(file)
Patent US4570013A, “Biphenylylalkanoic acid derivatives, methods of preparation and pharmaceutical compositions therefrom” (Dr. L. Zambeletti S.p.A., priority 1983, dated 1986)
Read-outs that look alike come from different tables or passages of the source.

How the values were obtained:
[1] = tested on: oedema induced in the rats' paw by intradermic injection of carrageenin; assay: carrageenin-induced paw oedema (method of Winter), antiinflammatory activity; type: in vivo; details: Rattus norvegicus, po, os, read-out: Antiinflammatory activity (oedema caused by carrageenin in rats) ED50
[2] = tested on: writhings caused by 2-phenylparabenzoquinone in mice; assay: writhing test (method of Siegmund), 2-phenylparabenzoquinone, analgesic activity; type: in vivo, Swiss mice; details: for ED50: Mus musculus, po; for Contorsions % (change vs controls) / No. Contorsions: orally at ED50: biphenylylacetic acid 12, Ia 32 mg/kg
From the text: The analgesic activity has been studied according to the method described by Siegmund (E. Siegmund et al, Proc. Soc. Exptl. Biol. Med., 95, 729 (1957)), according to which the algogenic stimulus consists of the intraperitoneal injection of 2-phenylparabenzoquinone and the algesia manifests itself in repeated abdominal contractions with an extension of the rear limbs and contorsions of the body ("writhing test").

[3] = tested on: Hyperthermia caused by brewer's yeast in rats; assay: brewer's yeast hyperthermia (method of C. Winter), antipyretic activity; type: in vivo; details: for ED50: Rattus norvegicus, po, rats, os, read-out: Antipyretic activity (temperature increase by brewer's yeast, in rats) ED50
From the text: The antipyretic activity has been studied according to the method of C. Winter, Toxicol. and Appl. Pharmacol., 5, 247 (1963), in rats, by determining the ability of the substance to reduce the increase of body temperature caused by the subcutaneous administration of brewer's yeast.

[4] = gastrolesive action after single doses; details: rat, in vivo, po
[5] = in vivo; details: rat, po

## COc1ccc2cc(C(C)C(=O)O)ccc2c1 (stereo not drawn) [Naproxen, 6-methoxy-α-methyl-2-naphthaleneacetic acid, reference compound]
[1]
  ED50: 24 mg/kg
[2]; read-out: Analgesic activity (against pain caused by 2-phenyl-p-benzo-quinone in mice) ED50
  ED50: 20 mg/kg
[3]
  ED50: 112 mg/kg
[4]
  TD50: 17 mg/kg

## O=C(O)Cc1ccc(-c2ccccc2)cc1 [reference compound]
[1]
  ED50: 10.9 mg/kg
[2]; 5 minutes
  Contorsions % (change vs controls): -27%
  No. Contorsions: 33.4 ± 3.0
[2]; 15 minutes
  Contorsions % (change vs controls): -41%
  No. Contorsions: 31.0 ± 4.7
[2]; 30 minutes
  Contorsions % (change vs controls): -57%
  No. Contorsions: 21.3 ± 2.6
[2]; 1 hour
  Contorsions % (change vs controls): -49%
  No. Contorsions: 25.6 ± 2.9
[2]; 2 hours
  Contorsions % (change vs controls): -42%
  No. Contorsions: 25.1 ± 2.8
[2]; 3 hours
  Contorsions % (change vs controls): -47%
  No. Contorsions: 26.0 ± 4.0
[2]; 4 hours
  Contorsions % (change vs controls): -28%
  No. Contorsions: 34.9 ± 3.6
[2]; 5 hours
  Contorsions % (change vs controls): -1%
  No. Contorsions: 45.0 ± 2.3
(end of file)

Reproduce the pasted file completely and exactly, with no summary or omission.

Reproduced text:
Patent US4570013A, “Biphenylylalkanoic acid derivatives, methods of preparation and pharmaceutical compositions therefrom” (Dr. L. Zambeletti S.p.A., priority 1983, dated 1986)
Read-outs that look alike come from different tables or passages of the source.

How the values were obtained:
[1] = tested on: oedema induced in the rats' paw by intradermic injection of carrageenin; assay: carrageenin-induced paw oedema (method of Winter), antiinflammatory activity; type: in vivo; details: Rattus norvegicus, po, os, read-out: Antiinflammatory activity (oedema caused by carrageenin in rats) ED50
[2] = tested on: writhings caused by 2-phenylparabenzoquinone in mice; assay: writhing test (method of Siegmund), 2-phenylparabenzoquinone, analgesic activity; type: in vivo, Swiss mice; details: for ED50: Mus musculus, po; for Contorsions % (change vs controls) / No. Contorsions: orally at ED50: biphenylylacetic acid 12, Ia 32 mg/kg
From the text: The analgesic activity has been studied according to the method described by Siegmund (E. Siegmund et al, Proc. Soc. Exptl. Biol. Med., 95, 729 (1957)), according to which the algogenic stimulus consists of the intraperitoneal injection of 2-phenylparabenzoquinone and the algesia manifests itself in repeated abdominal contractions with an extension of the rear limbs and contorsions of the body ("writhing test").

[3] = tested on: Hyperthermia caused by brewer's yeast in rats; assay: brewer's yeast hyperthermia (method of C. Winter), antipyretic activity; type: in vivo; details: for ED50: Rattus norvegicus, po, rats, os, read-out: Antipyretic activity (temperature increase by brewer's yeast, in rats) ED50
From the text: The antipyretic activity has been studied according to the method of C. Winter, Toxicol. and Appl. Pharmacol., 5, 247 (1963), in rats, by determining the ability of the substance to reduce the increase of body temperature caused by the subcutaneous administration of brewer's yeast.

[4] = gastrolesive action after single doses; details: rat, in vivo, po
[5] = in vivo; details: rat, po

## COc1ccc2cc(C(C)C(=O)O)ccc2c1 (stereo not drawn) [Naproxen, 6-methoxy-α-methyl-2-naphthaleneacetic acid, reference compound]
[1]
  ED50: 24 mg/kg
[2]; read-out: Analgesic activity (against pain caused by 2-phenyl-p-benzo-quinone in mice) ED50
  ED50: 20 mg/kg
[3]
  ED50: 112 mg/kg
[4]
  TD50: 17 mg/kg

## O=C(O)Cc1ccc(-c2ccccc2)cc1 [reference compound]
[1]
  ED50: 10.9 mg/kg
[2]; 5 minutes
  Contorsions % (change vs controls): -27%
  No. Contorsions: 33.4 ± 3.0
[2]; 15 minutes
  Contorsions % (change vs controls): -41%
  No. Contorsions: 31.0 ± 4.7
[2]; 30 minutes
  Contorsions % (change vs controls): -57%
  No. Contorsions: 21.3 ± 2.6
[2]; 1 hour
  Contorsions % (change vs controls): -49%
  No. Contorsions: 25.6 ± 2.9
[2]; 2 hours
  Contorsions % (change vs controls): -42%
  No. Contorsions: 25.1 ± 2.8
[2]; 3 hours
  Contorsions % (change vs controls): -47%
  No. Contorsions: 26.0 ± 4.0
[2]; 4 hours
  Contorsions % (change vs controls): -28%
  No. Contorsions: 34.9 ± 3.6
[2]; 5 hours
  Contorsions % (change vs controls): -1%
  No. Contorsions: 45.0 ± 2.3